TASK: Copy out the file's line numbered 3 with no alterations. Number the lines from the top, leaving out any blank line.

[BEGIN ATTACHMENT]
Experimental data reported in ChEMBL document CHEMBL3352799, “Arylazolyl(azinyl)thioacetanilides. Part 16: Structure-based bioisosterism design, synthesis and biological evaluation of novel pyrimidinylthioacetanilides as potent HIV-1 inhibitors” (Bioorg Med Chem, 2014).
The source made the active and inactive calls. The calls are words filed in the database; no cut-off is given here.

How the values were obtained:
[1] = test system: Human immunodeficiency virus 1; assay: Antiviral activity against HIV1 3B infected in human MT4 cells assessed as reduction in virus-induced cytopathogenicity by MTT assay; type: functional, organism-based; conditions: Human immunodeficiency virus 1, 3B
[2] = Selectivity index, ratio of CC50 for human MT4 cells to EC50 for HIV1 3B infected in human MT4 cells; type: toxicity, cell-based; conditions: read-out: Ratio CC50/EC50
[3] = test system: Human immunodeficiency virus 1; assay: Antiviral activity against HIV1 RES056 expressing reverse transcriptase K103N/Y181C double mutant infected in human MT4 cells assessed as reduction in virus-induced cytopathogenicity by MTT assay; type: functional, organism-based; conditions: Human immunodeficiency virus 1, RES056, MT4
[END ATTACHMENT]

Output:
How the values were obtained: